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Safety Observations: Voluntary or Mandatory?

The Complacency Index: The Value of Voluntary Observations
by Terry McSween

This quarter we introduce a new section to the newsletter; Terry McSween, the president and Chief Executive Officer of Quality Safety Edge, will share his experience on a current topic in Behavioral Safety. Terry welcomes your questions and invites you to email him about an issue you would like to see him address in future columns.

Terry’s first column introduces The Complacency Index; a simple measure for you to detect if your employees are becoming complacent about the risks they face and the practices necessary to keep them safe.

Wouldn’t it be nice if you had an instrument that told you when employees in your organization were growing complacent about safety? What would you pay for a “complacency meter” that allowed you to assess the level of safety awareness? The good news is that many of you with a behavior-based safety process have such a metric already available! That is, those of you with a voluntary process have such a metric.

As many of you know, at Quality Safety Edge we recommend that participation as an observer should be voluntary for most organizations. This is often a controversial topic. Many people in both management and safety believe that participation in safety improvement efforts, including conducting safety observations, should be required of all employees. While mandatory participation may be appropriate in rare cases, we believe that voluntary programs generally work better for some organization. For us, this is a clear issue of efficiency versus effectiveness.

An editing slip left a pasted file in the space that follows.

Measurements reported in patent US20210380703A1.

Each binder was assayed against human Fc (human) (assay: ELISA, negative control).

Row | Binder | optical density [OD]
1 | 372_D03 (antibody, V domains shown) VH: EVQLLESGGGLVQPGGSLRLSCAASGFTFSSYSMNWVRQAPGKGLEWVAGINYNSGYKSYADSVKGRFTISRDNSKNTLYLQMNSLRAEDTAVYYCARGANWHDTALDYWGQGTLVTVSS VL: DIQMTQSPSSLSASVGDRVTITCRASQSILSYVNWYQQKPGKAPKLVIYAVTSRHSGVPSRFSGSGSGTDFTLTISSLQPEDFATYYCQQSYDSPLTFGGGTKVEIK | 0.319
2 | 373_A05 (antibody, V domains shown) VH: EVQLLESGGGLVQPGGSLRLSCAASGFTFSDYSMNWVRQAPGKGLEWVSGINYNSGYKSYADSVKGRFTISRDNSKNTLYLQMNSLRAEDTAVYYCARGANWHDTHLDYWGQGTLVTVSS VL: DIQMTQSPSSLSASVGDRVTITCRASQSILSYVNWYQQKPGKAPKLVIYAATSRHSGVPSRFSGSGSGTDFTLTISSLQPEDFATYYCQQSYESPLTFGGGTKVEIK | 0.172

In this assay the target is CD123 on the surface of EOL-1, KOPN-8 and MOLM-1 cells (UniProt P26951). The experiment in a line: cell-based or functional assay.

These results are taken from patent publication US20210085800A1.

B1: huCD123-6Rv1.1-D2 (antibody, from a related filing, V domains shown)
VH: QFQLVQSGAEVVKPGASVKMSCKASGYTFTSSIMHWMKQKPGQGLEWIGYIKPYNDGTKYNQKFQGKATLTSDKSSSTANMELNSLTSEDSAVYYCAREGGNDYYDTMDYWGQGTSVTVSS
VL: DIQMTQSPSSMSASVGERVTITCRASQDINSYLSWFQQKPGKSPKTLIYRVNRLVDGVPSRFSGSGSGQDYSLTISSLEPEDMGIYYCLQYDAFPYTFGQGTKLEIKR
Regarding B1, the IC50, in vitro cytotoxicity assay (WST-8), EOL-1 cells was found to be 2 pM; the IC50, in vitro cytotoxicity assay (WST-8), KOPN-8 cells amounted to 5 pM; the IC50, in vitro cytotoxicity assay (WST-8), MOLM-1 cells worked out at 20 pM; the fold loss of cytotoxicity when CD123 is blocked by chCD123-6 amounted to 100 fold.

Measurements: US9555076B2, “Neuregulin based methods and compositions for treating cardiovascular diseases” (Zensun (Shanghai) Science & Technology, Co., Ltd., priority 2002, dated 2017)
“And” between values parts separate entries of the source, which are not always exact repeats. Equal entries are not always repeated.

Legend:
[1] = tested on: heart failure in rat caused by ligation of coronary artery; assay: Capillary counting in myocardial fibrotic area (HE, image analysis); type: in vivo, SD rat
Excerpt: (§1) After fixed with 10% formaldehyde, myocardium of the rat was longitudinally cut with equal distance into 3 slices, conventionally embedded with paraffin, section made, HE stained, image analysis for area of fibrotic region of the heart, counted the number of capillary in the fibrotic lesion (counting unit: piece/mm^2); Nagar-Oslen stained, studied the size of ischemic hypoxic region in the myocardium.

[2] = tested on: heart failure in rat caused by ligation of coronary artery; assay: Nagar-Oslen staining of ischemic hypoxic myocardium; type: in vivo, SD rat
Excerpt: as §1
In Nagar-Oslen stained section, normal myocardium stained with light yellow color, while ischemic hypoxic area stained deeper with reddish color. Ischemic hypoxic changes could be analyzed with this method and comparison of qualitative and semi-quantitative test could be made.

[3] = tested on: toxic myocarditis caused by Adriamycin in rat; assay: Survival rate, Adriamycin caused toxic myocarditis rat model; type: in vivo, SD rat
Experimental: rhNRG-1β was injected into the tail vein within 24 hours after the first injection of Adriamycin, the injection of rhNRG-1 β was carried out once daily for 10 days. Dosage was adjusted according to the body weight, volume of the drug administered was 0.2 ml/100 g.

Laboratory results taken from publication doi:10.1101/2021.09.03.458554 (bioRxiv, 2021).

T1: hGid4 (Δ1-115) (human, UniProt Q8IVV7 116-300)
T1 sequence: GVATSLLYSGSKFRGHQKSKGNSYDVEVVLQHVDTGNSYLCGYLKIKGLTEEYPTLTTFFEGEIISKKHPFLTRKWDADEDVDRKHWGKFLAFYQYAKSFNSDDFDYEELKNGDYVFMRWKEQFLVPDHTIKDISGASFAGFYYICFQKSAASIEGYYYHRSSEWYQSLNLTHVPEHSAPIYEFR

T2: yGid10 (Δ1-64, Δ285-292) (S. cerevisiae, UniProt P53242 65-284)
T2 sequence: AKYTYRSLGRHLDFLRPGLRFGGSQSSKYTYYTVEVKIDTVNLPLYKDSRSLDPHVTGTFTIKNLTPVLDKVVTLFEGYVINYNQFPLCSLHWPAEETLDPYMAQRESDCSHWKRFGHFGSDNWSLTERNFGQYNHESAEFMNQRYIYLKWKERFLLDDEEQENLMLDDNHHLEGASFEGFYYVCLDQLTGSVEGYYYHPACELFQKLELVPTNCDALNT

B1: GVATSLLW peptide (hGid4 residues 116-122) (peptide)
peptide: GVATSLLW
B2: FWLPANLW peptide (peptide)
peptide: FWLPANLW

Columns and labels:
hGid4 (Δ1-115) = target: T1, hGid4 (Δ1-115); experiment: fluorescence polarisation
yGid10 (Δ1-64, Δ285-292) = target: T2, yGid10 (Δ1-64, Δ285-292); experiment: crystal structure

Let’s examine the two options in greater detail. Both have their challenges. If you make participation voluntary, your steering committee is going to struggle with encouraging and reinforcing participation. It will be a never-ending task that never will get easier. Sustaining participation will take concerted effort for as long as your process remains in place. Typically, participation will start at a base rate of 20-40% and with an aggressive steering committee it will increase to 60-80% of all employees conducting observations. In our experience, such employees participate in the process because they want to and they generally turn in quality observations. In addition, these observers are more likely to take the time to provide quality feedback on observations to the coworkers they observed. The real challenge for steering committees in organizations with voluntary observations is continually developing meaningful forms of individual recognition and arranging celebrations of team successes. The longer the process is in place, the greater the difficulty of keeping the recognition meaningful to individual employees. Successful recognition requires that the steering committee members know the likes and dislikes of individual coworkers, and this too takes a great deal of effort.

On the other hand, if conducting observations is mandatory, your steering committee is going to struggle with the quality of observations. A greater number of employees will simply “pencil whip” the observation forms and turn them in just to meet the requirement. The longer the process has been in place, the more employees will begin to “pencil whip” the observations because it makes very little difference whether they take the time to do them right or simply turn in the completed checklist. The challenge is often threefold: First, the quality of observations is difficult to measure, so enhancing the quality of observations is fairly difficult and typically requires “calibration observations.” This means that steering committee members must conduct observations alongside of the coworkers who seem to have accuracy problems. This adds a significant burden to the tasks of steering committee members and often contributes to their burnout. Second, the organization has the additional administrative burden associated with having to enter data from poor quality observations. Third, the steering committee now has much more noise in the data. They have much more data to sort through to get to the meaningful information. In short, the whole process begins to feel like a paper chase that does not add enough value to generate good support.